LA nominates its first female fire chief amid cries of misogyny

By Kathryn Barnes

A Los Angeles Fire Department station is seen in downtown LA. If confirmed by the City Council, Kristin Crowley will be the 19th fire chief and the first woman to ever lead the LAFD. Photo by Amy Ta.

History was made in LA last week, when Mayor Eric Garcetti nominated the city’s first female fire chief. If approved by the LA City Council, Kristin Crowley will replace Chief Ralph Terrazas following his retirement on March 26.

Crowley has risen through the ranks of the LA Fire Department for more than 20 years, from firefighter paramedic to fire marshal to her current role as deputy chief.

“As a fire chief, I vow to create and support and promote a culture that truly values diversity, inclusion, and equity within the entire organization,” she said at a recent press conference.

But that vow is easier said than done. The LAFD has been criticized for perpetuating a toxic workplace culture that leaves women (who make up less than 4% of the department) and minority firefighters feeling bullied and mistreated.

“Those allegations and accusations from women and other stakeholder groups within our department, that makes my heart break, hearing that,” she says. “Harassment, hazing, discrimination will not be tolerated under my command.” (Terrazas has made similar zero-tolerance promises).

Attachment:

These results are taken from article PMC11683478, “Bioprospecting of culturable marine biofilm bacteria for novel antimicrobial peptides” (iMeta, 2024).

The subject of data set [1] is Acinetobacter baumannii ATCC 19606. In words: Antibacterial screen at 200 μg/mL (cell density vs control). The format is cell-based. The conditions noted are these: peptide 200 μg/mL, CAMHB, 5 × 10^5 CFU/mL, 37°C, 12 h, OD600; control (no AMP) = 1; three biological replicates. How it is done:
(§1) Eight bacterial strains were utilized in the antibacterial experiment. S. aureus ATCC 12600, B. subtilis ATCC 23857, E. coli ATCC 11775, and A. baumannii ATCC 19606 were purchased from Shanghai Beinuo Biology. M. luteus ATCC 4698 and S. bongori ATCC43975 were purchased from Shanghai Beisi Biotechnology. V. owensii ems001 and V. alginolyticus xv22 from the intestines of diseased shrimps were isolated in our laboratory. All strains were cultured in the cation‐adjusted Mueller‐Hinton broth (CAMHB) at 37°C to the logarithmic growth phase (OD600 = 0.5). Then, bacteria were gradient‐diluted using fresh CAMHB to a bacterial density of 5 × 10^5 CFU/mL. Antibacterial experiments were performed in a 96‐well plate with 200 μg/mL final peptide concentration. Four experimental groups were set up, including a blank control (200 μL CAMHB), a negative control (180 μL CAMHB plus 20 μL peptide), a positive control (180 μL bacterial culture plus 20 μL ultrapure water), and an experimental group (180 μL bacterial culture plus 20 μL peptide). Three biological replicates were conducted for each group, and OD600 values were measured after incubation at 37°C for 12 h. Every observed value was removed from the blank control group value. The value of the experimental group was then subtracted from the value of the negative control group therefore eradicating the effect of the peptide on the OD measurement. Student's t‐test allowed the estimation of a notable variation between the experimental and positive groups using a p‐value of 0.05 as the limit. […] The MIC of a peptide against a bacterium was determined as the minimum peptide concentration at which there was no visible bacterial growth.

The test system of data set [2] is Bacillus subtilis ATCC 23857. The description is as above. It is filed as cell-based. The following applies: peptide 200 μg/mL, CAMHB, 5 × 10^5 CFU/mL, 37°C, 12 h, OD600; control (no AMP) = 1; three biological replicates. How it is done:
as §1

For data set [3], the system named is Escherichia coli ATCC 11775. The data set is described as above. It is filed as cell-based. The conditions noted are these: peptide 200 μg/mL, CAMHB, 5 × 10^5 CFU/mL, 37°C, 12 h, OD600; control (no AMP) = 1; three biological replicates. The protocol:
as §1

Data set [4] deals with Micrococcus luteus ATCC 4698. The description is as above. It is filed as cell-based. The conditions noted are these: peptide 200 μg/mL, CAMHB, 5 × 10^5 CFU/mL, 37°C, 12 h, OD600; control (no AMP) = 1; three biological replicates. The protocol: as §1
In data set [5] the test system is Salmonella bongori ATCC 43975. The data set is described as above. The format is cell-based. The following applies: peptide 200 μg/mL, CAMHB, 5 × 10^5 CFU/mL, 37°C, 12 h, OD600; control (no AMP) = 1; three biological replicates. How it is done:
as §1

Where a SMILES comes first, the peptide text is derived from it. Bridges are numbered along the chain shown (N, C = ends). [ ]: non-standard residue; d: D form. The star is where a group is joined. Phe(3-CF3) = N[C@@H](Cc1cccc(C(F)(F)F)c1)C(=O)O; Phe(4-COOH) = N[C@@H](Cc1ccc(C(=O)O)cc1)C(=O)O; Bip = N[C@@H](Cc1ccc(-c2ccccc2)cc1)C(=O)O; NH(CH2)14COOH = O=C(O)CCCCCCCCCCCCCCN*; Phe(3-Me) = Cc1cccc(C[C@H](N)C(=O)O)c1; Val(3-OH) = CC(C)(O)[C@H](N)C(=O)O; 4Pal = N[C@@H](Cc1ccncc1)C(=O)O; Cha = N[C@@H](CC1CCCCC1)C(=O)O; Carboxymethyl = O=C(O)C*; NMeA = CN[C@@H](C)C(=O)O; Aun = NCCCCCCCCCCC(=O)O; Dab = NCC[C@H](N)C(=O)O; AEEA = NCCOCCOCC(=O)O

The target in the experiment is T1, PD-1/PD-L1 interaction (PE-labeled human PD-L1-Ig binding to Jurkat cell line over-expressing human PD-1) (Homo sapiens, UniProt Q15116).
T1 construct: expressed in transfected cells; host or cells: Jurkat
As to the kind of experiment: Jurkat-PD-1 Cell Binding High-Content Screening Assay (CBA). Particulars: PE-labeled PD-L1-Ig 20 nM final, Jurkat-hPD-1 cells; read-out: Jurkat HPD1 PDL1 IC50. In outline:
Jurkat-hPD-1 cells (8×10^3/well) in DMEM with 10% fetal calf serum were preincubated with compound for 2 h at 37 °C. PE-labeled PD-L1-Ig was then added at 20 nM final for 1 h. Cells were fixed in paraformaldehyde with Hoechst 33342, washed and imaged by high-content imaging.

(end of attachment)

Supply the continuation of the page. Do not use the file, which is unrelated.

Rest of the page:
Crowley says she’s experienced bad behavior herself.

“I was able to address that person at a very low level and handle it, make sure I clearly articulated that I didn't appreciate what happened and it’s not going to happen again,” she says. “Usually that's where it stopped, but obviously I'm not going to marginalize potential issues that are happening across our department.”

LAFD Deputy Chief Kristin Crowley shares remarks at a press conference on January 18, 2022, where LA Mayor Eric Garcetti and City Council President Nury Martinez announced her nomination as the city’s next fire chief. Photo by Los Angeles Fire Department/Public Domain.

Crowley is also concerned about how the city’s COVID-19 vaccine mandate could impact the LAFD’s staffing. Five hundred Los Angeles firefighters filed a lawsuit in September against the city over its vaccine requirement. LA Times columnist Steve Lopez recently suggested replacing those who quit or are fired due to the mandate with medical personnel rather than fire personnel. Crowley, who was a paramedic before joining the LAFD, didn’t shoot down the idea, agreeing that 85% of the calls her department responds to are medical emergencies.

“Ultimately, what it comes down to is how do we better serve the community,” she says. “So whether or not we're looking at bringing in more paramedics, whether or not we look at what is the best model for the LAFD moving forward to be able to staff rigs that are most appropriate to meet that particular acuity and level of that call. We're entertaining a lot of things.”